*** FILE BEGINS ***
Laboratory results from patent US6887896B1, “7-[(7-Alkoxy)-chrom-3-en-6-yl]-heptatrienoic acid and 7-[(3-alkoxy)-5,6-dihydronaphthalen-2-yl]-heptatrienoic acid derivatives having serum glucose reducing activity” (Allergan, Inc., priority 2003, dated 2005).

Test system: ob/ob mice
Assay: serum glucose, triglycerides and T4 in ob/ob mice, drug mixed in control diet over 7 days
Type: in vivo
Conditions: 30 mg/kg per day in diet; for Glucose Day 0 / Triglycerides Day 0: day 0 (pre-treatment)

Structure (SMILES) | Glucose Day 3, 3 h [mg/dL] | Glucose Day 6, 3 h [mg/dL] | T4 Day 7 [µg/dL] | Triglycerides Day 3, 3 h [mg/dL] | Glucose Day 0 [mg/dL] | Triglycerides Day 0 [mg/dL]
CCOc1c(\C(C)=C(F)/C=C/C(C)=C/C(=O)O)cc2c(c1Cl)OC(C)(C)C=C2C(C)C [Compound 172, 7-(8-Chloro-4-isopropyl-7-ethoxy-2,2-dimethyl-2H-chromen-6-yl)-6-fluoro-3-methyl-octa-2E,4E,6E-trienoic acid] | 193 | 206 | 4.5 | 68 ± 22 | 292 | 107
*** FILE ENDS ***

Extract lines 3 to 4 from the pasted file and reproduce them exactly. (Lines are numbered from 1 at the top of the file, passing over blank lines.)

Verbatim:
Assay: serum glucose, triglycerides and T4 in ob/ob mice, drug mixed in control diet over 7 days
Type: in vivo